I was wondering if patients being intoxicated complicates their treatment?
Patients are rarely so intoxicated that you can’t get an exam. Most of them sober up by the time they get to us. Occasionally it might limit the amount of opioid pain medication you can give them. NSAIDS are generally contraindicated because of their affect on platelets. Where it really makes a difference is when someone comes in and claims they’ve been bitten by a coral snake and they are too drunk to adequately describe the snake. Same thing happens with young children (who are basically like little drunks).
What about scenarios where the identity of the snake is unknown? How do you proceed?
There are really only two different types of snakes in the US, the pit vipers/Crotaline, which are the rattlesnakes, Cottonmouth, copperhead and the coral snakes. The clinical picture is very similar for the pit vipers with local tissue distraction, thrombocytopenia, systemic or neurologic symptoms and the antivenom is actually the same for all of them.
For the coral snakes you have to have a good history. Most toxicologist know which snakes are in their geographic area.
Whether it’s a pygmy rattlesnake or a cottonmouth doesn’t really matter. We use the same antivenom for either of those for example. If the snake is completely unknown and maybe an exotic snake, then we examine the patient and treat target organ injury. If the patient has neurologic symptoms then that’s what we treat.
Do you have an anti-venom that acts on more than one snake venom type?
There is a lot of overlap in the binding of antivenom to different species of snakes. Even though some antivenoms are made with specific snakes that may not even be indigenous to where you live, either of the two Crotaline antivenoms would work for almost any US pit viper. For coral snake you have to use coral snake Antivenom. Sometimes we get exotic bites like cobra or mamba. Usually those come from zoos or herpetologist who usually know which snake bit them. In Miami we have an Antivenom team run by Miami Dade fire rescue. Poison centers also keep an index of zoos and aquariums that act as repositories for the antivenoms that correspond to the animals they keep.
If the bite is from an unknown snake is there a risk associated with elevating the limb potentially increasing the extremity.
Yes, good point. If the snake is a neurotoxic snake we would generally keep the extremity at the level of the heart until we have antivenom at the ready.
What's the weirdest case you've had?
I get asked this question a lot and I can never think of one when I need to: We had two guys partying out in the Everglades they got so high that one of them didn’t realize his finger was being chewed on by a coral snake. His friend pulled it off and got bitten himself. They both ended up getting antivenom. We also had a patient unloading crates at the port of Miami from the Middle East. He was bitten by a monocled cobra. I had a patient feeding his pet Python a mouse and holding the mouse in front of his face. The python struck and hit him in the eye and split his upper eyelid in half and punctured the globe. He went to the OR that night. I’ve had several patients bitten on the face from trying to kiss a snake.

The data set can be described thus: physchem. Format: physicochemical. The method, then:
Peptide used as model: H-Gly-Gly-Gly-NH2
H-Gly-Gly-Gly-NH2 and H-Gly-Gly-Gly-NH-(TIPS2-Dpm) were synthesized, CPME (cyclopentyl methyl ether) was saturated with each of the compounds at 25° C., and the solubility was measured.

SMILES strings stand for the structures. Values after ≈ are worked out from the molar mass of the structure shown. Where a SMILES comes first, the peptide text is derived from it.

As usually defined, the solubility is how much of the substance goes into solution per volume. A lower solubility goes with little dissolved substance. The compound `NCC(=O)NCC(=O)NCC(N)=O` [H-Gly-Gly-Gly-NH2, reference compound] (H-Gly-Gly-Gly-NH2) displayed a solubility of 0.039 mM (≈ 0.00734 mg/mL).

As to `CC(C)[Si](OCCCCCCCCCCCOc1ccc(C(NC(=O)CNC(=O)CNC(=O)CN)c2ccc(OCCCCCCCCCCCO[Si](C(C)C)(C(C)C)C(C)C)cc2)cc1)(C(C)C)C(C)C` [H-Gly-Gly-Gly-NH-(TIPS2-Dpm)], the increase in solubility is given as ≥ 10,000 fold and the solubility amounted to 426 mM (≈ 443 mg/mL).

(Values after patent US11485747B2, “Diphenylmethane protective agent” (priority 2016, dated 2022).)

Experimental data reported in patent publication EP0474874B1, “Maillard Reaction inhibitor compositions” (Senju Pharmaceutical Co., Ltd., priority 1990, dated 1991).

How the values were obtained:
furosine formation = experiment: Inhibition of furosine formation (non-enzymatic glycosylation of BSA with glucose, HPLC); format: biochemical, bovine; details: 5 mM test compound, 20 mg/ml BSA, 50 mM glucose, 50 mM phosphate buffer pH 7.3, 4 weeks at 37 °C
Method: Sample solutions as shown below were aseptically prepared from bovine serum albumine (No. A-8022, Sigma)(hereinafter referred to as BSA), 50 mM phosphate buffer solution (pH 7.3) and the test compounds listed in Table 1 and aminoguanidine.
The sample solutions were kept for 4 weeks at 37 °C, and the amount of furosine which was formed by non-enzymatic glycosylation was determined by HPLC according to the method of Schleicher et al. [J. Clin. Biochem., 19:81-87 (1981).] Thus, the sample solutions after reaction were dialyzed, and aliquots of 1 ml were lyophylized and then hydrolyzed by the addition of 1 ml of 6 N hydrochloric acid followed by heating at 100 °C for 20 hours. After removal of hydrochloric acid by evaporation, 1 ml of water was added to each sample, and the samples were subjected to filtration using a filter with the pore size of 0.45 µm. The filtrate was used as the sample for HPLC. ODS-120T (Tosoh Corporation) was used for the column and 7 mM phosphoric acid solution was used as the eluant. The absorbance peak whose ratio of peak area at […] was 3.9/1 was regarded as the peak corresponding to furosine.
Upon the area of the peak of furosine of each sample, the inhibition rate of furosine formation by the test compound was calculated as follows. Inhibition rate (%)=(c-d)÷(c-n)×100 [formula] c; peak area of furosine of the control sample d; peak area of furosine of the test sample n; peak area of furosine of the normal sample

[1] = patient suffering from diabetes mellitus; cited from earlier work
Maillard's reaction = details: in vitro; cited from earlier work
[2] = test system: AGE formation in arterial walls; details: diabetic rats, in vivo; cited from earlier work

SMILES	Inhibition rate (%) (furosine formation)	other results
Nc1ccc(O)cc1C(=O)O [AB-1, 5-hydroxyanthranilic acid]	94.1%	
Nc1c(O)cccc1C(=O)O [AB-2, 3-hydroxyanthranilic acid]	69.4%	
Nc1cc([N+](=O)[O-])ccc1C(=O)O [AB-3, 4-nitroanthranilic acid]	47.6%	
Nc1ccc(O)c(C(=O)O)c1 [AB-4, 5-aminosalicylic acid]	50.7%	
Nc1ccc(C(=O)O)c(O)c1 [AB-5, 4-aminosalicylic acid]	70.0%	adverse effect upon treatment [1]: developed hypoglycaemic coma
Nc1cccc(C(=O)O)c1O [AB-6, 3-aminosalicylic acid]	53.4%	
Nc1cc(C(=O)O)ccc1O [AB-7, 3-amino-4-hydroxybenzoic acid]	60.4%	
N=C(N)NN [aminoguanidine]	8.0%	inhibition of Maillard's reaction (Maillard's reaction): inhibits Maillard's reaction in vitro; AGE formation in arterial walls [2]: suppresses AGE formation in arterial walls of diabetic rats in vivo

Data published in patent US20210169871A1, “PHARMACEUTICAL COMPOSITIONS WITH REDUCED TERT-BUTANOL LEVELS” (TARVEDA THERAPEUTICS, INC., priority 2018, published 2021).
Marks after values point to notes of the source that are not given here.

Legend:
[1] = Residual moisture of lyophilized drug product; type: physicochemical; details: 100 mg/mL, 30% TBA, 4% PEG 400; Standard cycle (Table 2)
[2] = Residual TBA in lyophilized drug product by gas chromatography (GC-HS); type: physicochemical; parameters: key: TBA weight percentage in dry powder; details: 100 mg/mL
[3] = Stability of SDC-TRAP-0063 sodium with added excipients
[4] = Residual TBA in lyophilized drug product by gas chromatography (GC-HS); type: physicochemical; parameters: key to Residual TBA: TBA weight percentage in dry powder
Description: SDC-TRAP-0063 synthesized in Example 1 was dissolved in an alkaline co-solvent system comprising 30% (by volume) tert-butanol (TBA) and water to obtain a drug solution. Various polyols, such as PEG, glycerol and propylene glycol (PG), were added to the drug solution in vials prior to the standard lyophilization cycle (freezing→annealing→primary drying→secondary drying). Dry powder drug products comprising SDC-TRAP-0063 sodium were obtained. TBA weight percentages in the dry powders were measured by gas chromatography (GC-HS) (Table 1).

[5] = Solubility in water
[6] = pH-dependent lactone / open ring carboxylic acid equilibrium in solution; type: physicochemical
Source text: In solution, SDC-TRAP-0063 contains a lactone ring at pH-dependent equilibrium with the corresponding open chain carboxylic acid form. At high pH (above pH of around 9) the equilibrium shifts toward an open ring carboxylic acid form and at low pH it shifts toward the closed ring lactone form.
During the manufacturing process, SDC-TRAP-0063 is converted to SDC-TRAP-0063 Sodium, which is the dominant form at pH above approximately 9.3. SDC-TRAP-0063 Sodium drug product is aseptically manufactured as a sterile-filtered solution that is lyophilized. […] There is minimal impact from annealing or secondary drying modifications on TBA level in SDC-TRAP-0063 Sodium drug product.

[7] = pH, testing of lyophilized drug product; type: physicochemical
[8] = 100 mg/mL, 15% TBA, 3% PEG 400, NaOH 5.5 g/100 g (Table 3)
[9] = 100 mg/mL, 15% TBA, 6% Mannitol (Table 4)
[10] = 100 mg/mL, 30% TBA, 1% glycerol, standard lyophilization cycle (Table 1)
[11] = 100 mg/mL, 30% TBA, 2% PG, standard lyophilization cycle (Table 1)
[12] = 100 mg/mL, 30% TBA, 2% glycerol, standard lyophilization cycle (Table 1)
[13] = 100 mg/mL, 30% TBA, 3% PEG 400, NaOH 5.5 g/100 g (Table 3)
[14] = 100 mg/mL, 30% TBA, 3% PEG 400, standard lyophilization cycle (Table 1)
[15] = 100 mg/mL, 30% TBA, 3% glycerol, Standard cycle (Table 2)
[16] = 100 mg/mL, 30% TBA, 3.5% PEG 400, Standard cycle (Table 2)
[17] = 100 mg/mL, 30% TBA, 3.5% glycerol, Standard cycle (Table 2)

How do you project envenomation injuries to change with climate change? Recommendations for providers working in areas not historically concerned with snakes but may see more with incr. warming?
We are generally seeing less snakebites over time because we are paving over their habitat. With over development we are taking away their home and so I think there are a lot less of them. We have seen the effect of global warming in other toxicities, however. Manchineel trees were once located exclusively in the keys, and now have been seen as high as Palm Beach. Irukandji syndrome was once exclusive to Australia and now has been reported off the coast of Florida in the Caribbean and in Hawaii. Red tide and various allergies have flourished in the warmer waters off the West Coast of Florida.
Do people who have been bitten/stung multiple times build up a long-term tolerance to the venom?
Many snake handler‘s have become sensitized to their snakes and develop allergic symptoms when they go near them. This is particularly true for cobra handler‘s. People do develop some antibodies but generally not enough to protect them from a real bite. I know of several cases where someone who thought they were protected from multiple bites have died and others who have almost died.